Erlenmeyer flasks

Some of the first attempts at synthesizing ectomycorrhiza under sterile conditions were made by Melin (1921, 1922) using Erlenmeyer flasks with sand as a substrate for addition of nutrient solution and for root growth. Subsequently, Hacskaylo (1953) used vermiculite while Marx and Zak (1965) used finely ground peat moss mixed with vermiculite in a ratio of 1:15 as the substrate. The substrates provided better aeration for the root system and the addition of peat lowered the pH. Chakra-varty and Unestam (1987a,b) achieved excellent ectomycorrhiza formation with Pinus sylvestris using "Leca" brick pellets as the substrate. Recently, Chakravarty et al. (1990) have used Promix Bx, a commercial mix of vermiculite-peat moss-perlite (Les Tourbières Premier Ltd, Riviere-du-Loup, Quebec, Canada) as the substrate.

In setting up the system, any size of flask can be used and the amount of substrate and nutrient solution added can be adjusted accordingly. In earlier experiments (Marx and Zak, 1965), 2-litre flasks containing a ratio of 840 ml vermiculite: 60 ml ground peat moss moistened with 550 ml nutrient solution were used. In later experiments (Chakravarty et al., 1990), 250ml flasks containing 100ml Promix Bx moistened with 90 ml nutrient solution were used for 8-week experiments using Pinus resinosa Ait. seedlings.

Flasks of any size containing substrate and nutrient solution are plugged either with foam or absorbent cotton and capped with a small beaker or aluminium foil (see Fig. 1) before autoclaving at 120 °C, 1 atm, for at least 15 min.

After the substrate has cooled, one or more aseptic seeds or seedlings are introduced into each flask under sterile conditions. Fungal inoculum can be added as plugs of actively growing mycelium or as a slurry of fungal hyphae at this time or after seedling establishment, depending on the objective of the experiment.

1. Advantages

This method is very easy to set up so that a large number of replicates can be used. Sterility is easily maintained during all phases of establishing this culture system and, once set up, maintenance requires little effort. Root development and ectomycorrhiza formation are excellent in a substrate such as vermiculite-peat moss or Promix Bx that allows good aeration and a buffered acidic environment conducive to growth of conifer seedlings. This system has been used very effectively in studying interactions between ectomycorrhizal fungi and root pathogens.

Foam plug

Aluminium foil

Plant Root Airation System

Erlenmeyer flask

Substrate (Peat/vermiculite or Promix Bx)

Fig. 1. Erlenmeyer flask with substrate and sterile seedling.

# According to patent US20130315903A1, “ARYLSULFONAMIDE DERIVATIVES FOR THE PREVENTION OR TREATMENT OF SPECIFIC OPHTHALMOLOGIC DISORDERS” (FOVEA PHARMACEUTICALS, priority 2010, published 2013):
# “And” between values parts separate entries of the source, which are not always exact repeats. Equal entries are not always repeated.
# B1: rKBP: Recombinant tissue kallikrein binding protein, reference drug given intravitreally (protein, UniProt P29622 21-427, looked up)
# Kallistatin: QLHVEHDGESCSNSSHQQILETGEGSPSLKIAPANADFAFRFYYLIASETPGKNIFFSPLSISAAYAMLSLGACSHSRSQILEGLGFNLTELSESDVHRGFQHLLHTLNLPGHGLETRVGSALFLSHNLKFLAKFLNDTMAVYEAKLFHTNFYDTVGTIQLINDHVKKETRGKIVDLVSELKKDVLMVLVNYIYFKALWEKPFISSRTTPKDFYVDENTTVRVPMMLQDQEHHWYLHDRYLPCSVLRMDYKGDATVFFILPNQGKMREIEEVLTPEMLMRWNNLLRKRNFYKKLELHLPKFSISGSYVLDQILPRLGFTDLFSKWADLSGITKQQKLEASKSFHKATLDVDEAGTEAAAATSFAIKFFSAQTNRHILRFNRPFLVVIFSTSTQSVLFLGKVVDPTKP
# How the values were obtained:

Erlenmeyer flask

Substrate (Peat/vermiculite or Promix Bx)

Fig. 1. Erlenmeyer flask with substrate and sterile seedling.

2. Disadvantages

Probably the biggest disadvantage of this system is the artificial environment imposed on the shoot system because, in a closed system, C02 might be limiting and ethylene might be expected to accumulate. Similarly, root exudates would accumulate in the substrate. This system is also not suitable for developmental studies of ectomycorrhiza and the extramatrical mycelium, because the root system is difficult to monitor without sacrificing the seedling. The flasks also occupy a considerable surface area of a growth chamber.

B. Mason jars

Trappe (1967), realizing the potential problems in growing conifer seedlings in enclosed chambers, devised a method to keep the root system sterile yet allowing the shoot system to grow into the environment. The assembly (Fig. 2) consists of a wide-mouth quart mason jar (canning jar) filled with perlite sieved to include particles 1-8 mm diameter. Nutrient solution is added to the perlite to moisten it and to leave about 5 cm depth of excess solution at the bottom. A steel vent tube (2 cm diameter, 3 cm long) is inserted into the perlite so that the top of the tube is flush with the lip of the jar. Perlite is removed from the vent tube before the jar top is covered with lightweight aluminium foil. A hole is poked through the foil at the site of the vent tube and the tube sealed to the foil by rubber cement (sterile lanolin could be used after autoclaving the assembly). The foil is folded over the outside of the jar's lip and held in place by a mason jar ring of appropriate size screwed down tightly over it. The vent tube is plugged with absorbent cotton, a glass Petri plate is placed over the top of the jar, and the whole assembly is autoclaved.